St. Mary in Castro, Dover Castle, Dover
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Seen by hundreds of thousands of visitors each year as they tour Dover Castle, St. Mary in Castro is, first and foremost, a working place of worship. Services are usually at 10am every Sunday, normally Holy Communion, with Sung Matins on the 2nd Sunday each month. (ring 01304 202979 or see ‘Services’ and ‘Calendar of Events’ for current details)
Sunday Services as normal at 10am,
|Sun 26/Nov/17||10:00||Christ the King|
|Sat 02/Dec/17||09:00||Becket Service-in Castle Chapel (please let us know if you want to come- use contact email)|
|Sun 03/Dec/17||10:00||Advent - Eucharist|
|Sun 10/Dec/17||10:00||St Barbara Sunday-Morning Prayer|
|Sun 10/Dec/17||16:00||FODC Christmas Concert|
|Mon 11/Dec/17||P & O Choir|
|Sun 17/Dec/17||10:00||Advent 3|
|Sun 17/Dec/17||18:00||Carol Service|
|Thu 21/Dec/17||18:30||Rotary Carol Service (for RNLI)|
|Sun 24/Dec2017||10:00||Advent 4|
|Mon 25/Dec/17||10:00||Christmas Day|
|Sun 31/Dec/17||10:00||Christmas 1|
Once the local Garrison church, it is now an Extra-parochial Church in Canterbury Diocese, but it still keeps a miltary ethos.
All services are open to everyone, if attending worship, an entry ticket from English Heritage is not required.
The church is inside the Castle grounds and, from its Saxon beginnings, has served garrisons within the castle and in the surrounding area.
Sited on the White Cliffs of Dover with a 360 degree panorama the age of the church is uncertain but the current building dates from 800 to 1000AD (late Saxon ). It is likely that it is on the site of earlier Roman foundations, either a place of worship or a building linked to the Roman lighthouse, Pharos, which is by the West door. Roman building materials, especially tiles, were re-used by the Saxons in walls and arches.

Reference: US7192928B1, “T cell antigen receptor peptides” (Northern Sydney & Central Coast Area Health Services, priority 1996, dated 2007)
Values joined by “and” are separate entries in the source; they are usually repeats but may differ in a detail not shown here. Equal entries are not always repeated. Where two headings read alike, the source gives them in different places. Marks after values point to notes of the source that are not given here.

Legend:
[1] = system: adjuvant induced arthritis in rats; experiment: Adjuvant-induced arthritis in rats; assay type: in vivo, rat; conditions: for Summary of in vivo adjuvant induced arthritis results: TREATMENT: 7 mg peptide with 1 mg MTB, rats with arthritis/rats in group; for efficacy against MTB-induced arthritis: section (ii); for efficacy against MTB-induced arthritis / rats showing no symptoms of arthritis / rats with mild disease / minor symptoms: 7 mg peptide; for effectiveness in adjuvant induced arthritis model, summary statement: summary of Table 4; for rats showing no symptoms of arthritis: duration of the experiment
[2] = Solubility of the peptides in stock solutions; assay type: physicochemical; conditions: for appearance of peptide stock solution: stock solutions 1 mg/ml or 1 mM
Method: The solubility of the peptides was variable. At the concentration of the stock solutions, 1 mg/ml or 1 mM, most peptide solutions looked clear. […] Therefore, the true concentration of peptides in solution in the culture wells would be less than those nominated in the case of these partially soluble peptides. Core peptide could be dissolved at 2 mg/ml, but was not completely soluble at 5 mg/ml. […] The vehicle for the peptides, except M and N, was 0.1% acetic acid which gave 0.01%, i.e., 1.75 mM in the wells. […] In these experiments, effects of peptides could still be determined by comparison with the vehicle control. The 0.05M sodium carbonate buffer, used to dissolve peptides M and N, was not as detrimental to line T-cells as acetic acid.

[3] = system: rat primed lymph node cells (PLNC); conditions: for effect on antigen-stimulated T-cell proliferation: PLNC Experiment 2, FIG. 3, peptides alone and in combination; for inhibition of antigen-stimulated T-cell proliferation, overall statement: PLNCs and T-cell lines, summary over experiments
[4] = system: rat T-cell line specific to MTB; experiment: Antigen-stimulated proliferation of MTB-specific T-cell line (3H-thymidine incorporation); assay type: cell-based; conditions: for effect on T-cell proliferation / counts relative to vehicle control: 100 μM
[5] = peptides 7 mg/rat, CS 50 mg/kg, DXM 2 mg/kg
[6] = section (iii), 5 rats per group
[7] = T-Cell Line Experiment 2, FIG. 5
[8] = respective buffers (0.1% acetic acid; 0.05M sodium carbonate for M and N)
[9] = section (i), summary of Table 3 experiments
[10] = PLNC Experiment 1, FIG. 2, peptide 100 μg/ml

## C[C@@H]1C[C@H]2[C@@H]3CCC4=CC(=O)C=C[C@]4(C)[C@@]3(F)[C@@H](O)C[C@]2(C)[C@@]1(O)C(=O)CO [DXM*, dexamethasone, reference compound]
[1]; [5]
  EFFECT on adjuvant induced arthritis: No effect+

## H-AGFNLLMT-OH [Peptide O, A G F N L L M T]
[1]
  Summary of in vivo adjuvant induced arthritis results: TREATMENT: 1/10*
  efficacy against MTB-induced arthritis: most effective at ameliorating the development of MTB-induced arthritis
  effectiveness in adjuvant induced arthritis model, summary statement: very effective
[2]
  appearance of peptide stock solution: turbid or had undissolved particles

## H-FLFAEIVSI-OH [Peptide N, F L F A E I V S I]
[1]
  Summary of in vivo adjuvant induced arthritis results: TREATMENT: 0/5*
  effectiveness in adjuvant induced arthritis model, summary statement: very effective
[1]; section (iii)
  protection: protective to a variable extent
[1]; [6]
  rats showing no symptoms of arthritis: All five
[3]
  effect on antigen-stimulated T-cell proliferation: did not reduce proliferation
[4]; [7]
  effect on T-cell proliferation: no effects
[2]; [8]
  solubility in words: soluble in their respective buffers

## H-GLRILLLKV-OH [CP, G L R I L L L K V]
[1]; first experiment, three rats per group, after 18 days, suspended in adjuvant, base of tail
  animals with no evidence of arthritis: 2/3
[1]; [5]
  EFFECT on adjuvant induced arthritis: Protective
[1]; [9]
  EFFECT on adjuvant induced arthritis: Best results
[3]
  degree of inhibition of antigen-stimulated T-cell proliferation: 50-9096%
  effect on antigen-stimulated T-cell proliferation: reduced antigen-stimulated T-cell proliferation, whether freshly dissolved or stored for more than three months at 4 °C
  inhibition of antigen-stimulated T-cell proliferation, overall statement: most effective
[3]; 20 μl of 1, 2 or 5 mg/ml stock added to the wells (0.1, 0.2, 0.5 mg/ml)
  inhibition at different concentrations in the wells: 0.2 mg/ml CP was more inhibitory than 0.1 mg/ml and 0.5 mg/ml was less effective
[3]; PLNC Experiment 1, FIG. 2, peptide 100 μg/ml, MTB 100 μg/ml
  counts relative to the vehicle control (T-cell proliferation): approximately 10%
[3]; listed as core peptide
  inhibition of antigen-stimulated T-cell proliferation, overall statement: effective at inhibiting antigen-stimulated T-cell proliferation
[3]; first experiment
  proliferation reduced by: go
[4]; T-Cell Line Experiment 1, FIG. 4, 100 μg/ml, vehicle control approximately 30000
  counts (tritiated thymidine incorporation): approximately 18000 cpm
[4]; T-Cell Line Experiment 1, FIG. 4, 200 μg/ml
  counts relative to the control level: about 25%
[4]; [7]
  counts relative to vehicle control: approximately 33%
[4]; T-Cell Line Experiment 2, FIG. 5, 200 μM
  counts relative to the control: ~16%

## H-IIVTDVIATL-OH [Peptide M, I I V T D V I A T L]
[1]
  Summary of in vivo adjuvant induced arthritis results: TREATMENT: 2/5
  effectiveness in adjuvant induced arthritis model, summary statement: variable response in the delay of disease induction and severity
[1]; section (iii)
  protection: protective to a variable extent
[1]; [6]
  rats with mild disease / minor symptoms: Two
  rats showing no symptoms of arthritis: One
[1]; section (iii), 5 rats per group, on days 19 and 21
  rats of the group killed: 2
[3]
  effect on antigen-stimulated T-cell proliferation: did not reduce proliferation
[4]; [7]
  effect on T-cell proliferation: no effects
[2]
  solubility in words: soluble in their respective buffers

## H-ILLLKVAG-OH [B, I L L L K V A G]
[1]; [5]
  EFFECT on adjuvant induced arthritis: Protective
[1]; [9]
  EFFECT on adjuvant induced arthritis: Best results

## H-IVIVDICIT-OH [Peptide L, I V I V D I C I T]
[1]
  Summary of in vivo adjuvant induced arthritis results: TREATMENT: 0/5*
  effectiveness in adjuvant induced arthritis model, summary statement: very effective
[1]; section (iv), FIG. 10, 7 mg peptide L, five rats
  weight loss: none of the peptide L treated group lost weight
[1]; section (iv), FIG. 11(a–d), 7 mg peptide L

At the end of the seventeenth century, church attendance dropped, the church fell into ruins. It was later used as a fives court, a coal store and rubbish dump. In 1862 the church was restored by George Gilbert Scott and the distinctive mosaic work and other cosmetic additions were added by William Butterfield in 1889/90.
The church played a major part during the two world wars as a place of worship and contemplation for those stationed in the castle, or those heading overseas. During the spring and summer of 1940 services continued despite almost constant air-raids and anti-aircraft fire
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This could be for a variety of reasons, including:
- Regular Services
Designated wider space(s) for people with a disabled parking badge
(Hymn Books / Orders of Service etc.)
Assistance dogs (eg guide dogs, hearing dogs, dogs for the disabled) welcome
Foodbank or foodbank collection point
The current editor is: David Slater